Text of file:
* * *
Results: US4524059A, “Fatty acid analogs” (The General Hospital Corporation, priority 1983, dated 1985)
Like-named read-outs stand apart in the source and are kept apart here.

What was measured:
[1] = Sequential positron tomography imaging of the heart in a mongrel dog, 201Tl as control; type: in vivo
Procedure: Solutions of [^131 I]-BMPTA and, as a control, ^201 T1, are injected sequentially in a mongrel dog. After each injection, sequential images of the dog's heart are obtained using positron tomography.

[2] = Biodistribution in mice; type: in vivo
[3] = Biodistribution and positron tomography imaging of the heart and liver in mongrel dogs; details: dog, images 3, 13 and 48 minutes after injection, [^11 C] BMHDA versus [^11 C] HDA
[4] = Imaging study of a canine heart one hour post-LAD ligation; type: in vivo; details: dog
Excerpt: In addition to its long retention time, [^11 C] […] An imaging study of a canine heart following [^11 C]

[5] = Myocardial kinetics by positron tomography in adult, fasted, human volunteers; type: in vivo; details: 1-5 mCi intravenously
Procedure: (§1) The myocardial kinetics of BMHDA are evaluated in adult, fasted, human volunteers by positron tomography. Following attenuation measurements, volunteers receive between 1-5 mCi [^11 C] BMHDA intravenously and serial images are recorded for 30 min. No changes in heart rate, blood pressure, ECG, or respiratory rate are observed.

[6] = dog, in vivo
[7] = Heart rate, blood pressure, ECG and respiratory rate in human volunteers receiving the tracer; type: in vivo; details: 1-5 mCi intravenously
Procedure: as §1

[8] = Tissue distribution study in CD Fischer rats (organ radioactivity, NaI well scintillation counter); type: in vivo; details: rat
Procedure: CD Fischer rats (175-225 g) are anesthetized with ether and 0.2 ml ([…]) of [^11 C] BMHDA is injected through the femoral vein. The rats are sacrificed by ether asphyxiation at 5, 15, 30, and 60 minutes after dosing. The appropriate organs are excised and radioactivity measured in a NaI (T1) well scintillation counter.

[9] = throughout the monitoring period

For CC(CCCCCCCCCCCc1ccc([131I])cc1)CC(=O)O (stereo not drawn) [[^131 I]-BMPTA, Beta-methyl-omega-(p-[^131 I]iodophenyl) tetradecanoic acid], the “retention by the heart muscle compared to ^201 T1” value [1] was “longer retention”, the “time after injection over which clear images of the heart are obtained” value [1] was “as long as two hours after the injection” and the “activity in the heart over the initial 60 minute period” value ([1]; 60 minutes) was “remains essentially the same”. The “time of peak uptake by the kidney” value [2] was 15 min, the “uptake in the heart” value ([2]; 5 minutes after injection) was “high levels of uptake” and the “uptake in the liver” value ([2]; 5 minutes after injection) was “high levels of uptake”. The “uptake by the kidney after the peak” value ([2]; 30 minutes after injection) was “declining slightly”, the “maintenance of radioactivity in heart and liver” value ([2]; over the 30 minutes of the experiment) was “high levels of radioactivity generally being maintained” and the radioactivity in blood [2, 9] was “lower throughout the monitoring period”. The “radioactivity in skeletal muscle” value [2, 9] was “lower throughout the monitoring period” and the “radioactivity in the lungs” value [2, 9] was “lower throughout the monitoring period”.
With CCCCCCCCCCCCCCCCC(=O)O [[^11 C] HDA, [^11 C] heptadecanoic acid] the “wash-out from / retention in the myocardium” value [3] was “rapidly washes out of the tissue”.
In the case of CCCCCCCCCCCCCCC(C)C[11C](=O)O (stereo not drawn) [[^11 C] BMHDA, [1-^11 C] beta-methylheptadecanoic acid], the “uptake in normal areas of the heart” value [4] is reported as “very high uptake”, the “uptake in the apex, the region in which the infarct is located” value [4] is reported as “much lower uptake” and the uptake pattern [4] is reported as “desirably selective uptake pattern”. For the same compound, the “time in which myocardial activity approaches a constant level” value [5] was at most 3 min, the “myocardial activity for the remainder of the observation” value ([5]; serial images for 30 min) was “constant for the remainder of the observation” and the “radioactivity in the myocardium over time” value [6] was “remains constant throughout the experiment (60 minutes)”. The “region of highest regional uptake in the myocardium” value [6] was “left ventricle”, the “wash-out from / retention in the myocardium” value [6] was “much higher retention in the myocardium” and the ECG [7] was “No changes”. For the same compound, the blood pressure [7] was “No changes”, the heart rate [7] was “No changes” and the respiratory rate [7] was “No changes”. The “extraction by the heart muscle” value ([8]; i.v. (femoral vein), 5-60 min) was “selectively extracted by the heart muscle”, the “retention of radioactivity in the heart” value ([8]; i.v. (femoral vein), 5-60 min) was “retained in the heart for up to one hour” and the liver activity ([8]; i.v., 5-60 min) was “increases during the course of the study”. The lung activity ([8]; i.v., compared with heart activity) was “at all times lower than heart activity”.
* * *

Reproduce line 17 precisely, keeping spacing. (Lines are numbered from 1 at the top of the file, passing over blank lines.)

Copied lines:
[9] = throughout the monitoring period